As a bill for potentially life-changing aid to businesses stalls in the U.S. Senate, even long-established Black restaurant owners in Portland are constantly mulling whether to stay open.
Eli Johnson summarized the paradox he and his industry colleagues are facing: “It’s kind of silly to borrow money to stay open when you’re losing $5,000 to $10,000 a month,” he told The Skanner.
With his business partner John Ricci, Johnson co-owns Dots Cafe in Southeast Portland, as well as Atlas Pizza in three locations. Despite the downturn, Johnson said they’re pushing ahead to keep their bar and restaurants open.
“Since March 13, I would have to say that Dots’ sales are probably down about 70%, or worse. There’s times where we’ll do $200 a day when we used to average $4,000 a day,” Johnson said. “Atlas is probably doing 50 to 60% of what it used to do.”
“Right now, from a sales standpoint, we’re running 30-40% to where we typically are a year in comparison,” Kiauna Floyd, third-generation owner of Italian trattoria Amalfi’s in the Cully neighborhood, told The Skanner. “For a lot of restaurants, this is your peak time. This is when we do a lot of private events, a lot of caterings, holiday parties. But we’ve had all of our caterings and private events canceled.”
Both Johnson and Floyd have invested in outdoor tents to facilitate safer, more socially distanced seating, and at considerable cost. With the recent statewide freeze on dining on-premises, Floyd found she couldn’t justify the high rental costs. Johnson says that of the more than dozen tents his businesses have purchased, four were stolen and four were vandalized.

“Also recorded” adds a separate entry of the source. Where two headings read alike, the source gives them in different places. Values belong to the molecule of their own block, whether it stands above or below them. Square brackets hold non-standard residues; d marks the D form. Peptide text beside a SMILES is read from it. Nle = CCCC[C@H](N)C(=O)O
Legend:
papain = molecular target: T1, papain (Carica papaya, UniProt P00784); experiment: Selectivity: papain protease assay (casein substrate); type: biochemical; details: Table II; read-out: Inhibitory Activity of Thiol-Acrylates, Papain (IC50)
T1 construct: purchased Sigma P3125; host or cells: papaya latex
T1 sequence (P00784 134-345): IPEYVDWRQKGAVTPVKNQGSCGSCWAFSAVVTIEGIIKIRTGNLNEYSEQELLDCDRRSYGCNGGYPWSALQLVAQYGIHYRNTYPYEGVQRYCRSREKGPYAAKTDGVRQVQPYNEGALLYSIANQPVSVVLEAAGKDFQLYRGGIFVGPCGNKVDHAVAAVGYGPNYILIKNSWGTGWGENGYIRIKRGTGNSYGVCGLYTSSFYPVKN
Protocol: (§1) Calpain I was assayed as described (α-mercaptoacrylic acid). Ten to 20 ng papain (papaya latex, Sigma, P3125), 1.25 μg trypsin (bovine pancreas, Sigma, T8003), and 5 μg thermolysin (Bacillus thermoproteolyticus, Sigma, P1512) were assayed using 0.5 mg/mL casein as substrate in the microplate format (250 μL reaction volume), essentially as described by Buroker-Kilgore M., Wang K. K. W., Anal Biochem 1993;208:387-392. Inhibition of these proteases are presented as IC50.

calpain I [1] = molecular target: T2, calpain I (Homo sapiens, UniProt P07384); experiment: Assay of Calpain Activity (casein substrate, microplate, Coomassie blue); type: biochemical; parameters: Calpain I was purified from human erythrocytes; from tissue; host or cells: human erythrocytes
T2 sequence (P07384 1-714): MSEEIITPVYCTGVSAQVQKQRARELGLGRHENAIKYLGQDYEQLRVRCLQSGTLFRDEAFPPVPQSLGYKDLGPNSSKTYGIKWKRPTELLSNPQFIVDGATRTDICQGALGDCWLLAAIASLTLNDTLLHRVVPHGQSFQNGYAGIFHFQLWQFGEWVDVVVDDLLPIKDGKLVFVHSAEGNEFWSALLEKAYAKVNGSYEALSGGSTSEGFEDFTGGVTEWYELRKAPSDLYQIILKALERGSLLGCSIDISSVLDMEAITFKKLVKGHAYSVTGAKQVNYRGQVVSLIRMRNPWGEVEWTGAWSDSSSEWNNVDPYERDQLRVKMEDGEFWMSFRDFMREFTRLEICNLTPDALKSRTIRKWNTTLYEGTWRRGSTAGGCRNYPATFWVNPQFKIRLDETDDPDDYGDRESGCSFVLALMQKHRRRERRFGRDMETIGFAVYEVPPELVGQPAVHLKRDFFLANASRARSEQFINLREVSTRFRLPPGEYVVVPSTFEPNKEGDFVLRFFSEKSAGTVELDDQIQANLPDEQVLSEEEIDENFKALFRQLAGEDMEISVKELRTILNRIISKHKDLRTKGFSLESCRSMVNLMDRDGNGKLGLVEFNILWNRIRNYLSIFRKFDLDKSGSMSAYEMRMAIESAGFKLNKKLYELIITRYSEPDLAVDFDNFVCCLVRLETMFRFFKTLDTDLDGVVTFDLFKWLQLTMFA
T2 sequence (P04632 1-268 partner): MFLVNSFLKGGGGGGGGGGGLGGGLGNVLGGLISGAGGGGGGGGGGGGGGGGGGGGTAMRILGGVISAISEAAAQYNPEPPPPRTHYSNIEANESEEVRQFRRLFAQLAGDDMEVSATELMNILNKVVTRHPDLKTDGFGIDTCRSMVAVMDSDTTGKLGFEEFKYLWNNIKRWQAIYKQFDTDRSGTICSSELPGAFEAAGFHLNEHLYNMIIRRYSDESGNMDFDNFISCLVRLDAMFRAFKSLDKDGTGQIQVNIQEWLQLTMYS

Johnson believes the decision to offer outdoor seating only may be responsible for some lost revenue.
“Since I can’t tell my employees it’s safe to have customers come in, I can’t put them in that position,” Johnson said, adding that he doesn’t judge colleagues who made the difficult decision to offer distanced indoor seating.
“There are people I know who put their life savings into a restaurant a year ago,” Johnson said. “I know two people within one block of Dots who put their life savings in, and who were going to lose everything if they don’t let customers inside.
"They might lose everything anyway.”
Dots is largely regarded as a bar and hangout, and Johnson isn’t sure people immediately consider it when ordering food delivery. Similarly, Alem Gebrehiwot, owner of the Eliot neighborhood Ethiopian eatery Queen of Sheba, is experiencing the downside of running a family-friendly establishment known for its shared-plate style of dining.
“Having indoor seating helped us in many many ways, people are drinking, people are sitting and spending time with family, sometimes for hours,” Gebrehiwot told The Skanner. “Now we are only doing carry-out, and we’re on our regular hours, because we have to be that way.
"Our longtime customers just stop by, and we need to stay open for them.”
Gebrehiwot, too, has experienced at least a 60% decrease in business.